For The Outlaws, it’s always been about the music. For more than 40 years, the Southern Rock legends have celebrated triumphs and endured tragedies to remain one of the most influential and best-loved bands of the genre. Today, The Outlaws have returned with new music, new focus and an uncompromising new mission: It’s about a band of brothers bound together by history, harmony and the road. It’s about a group that respects its own legacy while refusing to be defined by its past. But most of all, it’s about pride.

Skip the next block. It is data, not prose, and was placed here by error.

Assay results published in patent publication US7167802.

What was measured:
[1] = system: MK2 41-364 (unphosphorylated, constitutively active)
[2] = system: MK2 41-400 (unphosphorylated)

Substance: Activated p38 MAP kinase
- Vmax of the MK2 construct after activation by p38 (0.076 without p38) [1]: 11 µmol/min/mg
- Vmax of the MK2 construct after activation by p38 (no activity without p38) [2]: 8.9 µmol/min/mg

History lesson: Formed in Tampa in 1972, The Outlaws – known for their triple-guitar rock attack and three-part country harmonies – became one of the first acts signed by Clive Davis (at the urging of Ronnie Van Zant) to his then-fledgling Arista Records. The band’s first three albums The Outlaws, Lady In Waiting and Hurry Sundown – featuring such rock radio favorites as ‘There Goes Another Love Song’, ‘Green Grass & High Tides’, ‘Knoxville Girl’ and ‘Freeborn Man’ – would become worldwide gold and platinum landmarks of the Southern Rock era.
The Outlaws are now headed back on the road, back on the radio and back into the hearts of fans nationwide. “I’m seeing this thing we’ve had for more than four decades be exposed to whole new audiences,” Monte Yoho says. “We’re having a second life as a band, and it feels better than ever. Best of all, I’m still doing it with some of the same people I’ve known for most of my life.”